On the first day of the 2012 PGA Championship, some had to question Kiawah Island's fierce reputation.
The Ocean Course, which had brought many a player to his knees during the 1991 Ryder Cup and ranked No. 1 in Golf Digest's toughest courses in America, was, in fact, a ballpark for birdies on Thursday.
Under perfectly calm conditions, a whopping 42 players finished the day in red figures and a Dutchman named Joost Luiten got all the way out to 8 under par at one point (and within striking distance of that ever-elusive major championship 62), before limping to the finish.
However, on a track flanked by the Atlantic, the wind can't stay dormant for long, and when it picked up on Friday, the Ocean Course lived up to the hype.
A day after circles lined many players' scorecards, only five souls managed to break par in blustery conditions, and at a measly 3-under-par 69, Vijay Singh put up the round of the day.
Indeed, on Friday the scoring average soared to 78, making Singh's round reminiscent of the 66 Paul Casey put up during the second round of the 2007 U.S. Open at Oakmont where the day's scores averaged out at around 76.
First-round standouts who waltzed their way around the 7676-yard layout like it was a Tuesday night stroll on a local muni, dropped like flies on day two.
Rory McIlroy posted a 75, as did Adam Scott. Graeme McDowell struggled to a 76, and long-bombers Keegan Bradley and John Daly faltered to 77.
Yet, they weren't even the ones to feel Kiawah's worst bite.
Gary Woodland, who briefly held the outright lead at 6 under par early in round two, proceeded to play a six-hole stretch at seven over par, and collapsed to a Friday 79.
Justin Rose and Dustin Johnson could only match that number, as their hopes likely blew away in the brisk ocean breeze.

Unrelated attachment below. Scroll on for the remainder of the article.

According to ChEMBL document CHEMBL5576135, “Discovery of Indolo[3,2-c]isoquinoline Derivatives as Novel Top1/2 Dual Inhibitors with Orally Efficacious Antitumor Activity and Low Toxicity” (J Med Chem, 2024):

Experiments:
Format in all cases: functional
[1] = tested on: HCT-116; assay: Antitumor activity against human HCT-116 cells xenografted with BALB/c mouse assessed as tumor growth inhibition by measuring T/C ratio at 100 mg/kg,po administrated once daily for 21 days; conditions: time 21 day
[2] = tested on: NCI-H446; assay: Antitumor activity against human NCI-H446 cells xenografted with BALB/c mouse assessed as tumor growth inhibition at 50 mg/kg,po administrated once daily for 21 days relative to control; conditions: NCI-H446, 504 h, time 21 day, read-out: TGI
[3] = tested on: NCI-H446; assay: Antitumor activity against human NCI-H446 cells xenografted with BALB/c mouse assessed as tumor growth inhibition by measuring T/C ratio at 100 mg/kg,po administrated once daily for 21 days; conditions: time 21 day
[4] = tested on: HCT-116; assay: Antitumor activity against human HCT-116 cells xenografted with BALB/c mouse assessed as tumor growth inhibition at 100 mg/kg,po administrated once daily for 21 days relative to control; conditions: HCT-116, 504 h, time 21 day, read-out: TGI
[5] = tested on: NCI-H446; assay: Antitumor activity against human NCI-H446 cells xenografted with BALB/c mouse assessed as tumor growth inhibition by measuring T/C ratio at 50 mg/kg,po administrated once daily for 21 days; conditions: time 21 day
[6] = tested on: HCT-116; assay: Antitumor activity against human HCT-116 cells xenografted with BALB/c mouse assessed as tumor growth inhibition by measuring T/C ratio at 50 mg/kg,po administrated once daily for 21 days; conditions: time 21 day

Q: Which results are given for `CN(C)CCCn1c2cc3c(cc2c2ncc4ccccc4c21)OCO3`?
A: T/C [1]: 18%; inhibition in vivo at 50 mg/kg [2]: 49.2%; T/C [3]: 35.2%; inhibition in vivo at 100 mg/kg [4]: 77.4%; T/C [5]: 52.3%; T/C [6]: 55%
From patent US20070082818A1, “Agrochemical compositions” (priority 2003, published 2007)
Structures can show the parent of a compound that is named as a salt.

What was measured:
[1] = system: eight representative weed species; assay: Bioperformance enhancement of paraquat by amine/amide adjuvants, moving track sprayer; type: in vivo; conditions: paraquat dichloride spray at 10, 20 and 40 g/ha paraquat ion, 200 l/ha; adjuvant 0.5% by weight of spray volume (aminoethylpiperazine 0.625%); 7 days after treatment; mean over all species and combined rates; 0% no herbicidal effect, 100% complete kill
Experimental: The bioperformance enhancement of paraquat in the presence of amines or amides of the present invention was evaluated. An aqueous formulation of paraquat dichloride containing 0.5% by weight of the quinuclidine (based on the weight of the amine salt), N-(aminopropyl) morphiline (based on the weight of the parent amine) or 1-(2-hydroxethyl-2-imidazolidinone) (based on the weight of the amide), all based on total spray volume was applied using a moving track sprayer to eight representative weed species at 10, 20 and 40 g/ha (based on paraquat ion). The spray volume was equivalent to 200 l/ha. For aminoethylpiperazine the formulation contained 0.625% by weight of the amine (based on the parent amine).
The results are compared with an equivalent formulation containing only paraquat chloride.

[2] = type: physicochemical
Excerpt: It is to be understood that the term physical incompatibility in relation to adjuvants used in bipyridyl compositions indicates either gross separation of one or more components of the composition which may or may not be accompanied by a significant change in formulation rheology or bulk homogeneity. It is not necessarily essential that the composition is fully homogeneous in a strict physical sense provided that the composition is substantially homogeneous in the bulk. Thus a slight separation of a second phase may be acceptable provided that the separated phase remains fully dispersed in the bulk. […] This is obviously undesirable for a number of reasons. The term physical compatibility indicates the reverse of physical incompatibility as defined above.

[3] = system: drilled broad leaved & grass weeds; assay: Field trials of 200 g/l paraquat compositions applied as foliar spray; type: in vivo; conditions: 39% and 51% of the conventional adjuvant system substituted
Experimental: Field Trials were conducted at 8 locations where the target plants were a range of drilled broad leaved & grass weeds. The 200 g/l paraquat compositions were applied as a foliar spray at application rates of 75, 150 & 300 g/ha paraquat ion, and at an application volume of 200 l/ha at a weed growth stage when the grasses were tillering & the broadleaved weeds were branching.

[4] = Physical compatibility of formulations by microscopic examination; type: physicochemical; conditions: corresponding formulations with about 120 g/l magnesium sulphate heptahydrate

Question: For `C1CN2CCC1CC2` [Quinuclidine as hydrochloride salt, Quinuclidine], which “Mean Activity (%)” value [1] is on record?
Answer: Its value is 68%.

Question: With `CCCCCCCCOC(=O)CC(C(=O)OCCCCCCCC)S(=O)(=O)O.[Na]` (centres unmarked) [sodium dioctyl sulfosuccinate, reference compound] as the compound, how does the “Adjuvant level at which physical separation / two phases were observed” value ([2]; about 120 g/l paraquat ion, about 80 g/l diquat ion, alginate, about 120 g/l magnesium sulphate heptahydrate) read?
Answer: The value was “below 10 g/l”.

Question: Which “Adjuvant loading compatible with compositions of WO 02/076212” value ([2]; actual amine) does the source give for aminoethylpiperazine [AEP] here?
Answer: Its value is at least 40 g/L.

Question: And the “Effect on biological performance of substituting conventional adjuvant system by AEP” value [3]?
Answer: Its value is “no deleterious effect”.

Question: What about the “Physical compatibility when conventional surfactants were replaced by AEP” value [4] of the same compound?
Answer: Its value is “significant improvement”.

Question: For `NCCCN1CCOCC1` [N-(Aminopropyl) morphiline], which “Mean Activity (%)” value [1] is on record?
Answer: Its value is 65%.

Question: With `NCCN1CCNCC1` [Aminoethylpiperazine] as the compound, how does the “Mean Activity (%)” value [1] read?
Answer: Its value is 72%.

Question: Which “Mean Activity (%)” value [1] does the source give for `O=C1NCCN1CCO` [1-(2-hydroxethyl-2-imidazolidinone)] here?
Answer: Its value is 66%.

Still, others fared worse.
Rickie Fowler, who probably should've been working on his game rather than jumping into swimming pools, shot 80 and missed the cut badly. Nick Watney and Matt Kuchar couldn't do better than 82 and the aforementioned Paul Casey signed his card for an 85.
In fact, if it weren't for the wide fairways and soft greens, a viewer might have mistaken today's play for that of a U.S. Open (I cringe at the thought of the USGA ever getting their hands on this course).
So for those who expected the shootout that has been common at the PGA over the years, the Ocean Course served notice on Friday.
While 42 players breaking par in round one was surprising, this was astonishing: 41 failed to break 80 in round two.
That's right, more than a quarter of the field couldn't even stay in the 70s, and two competitors even failed to break 90.
Overall, Kiawah is as tough as advertised. Of the 42 who started the day in red numbers, only 10 remain and expect that number to continue to dwindle with winds (and possible rain) in the forecast over the next two days.
It took 18 holes for it to show, but the Ocean Course can make even the best in the game look downright foolish.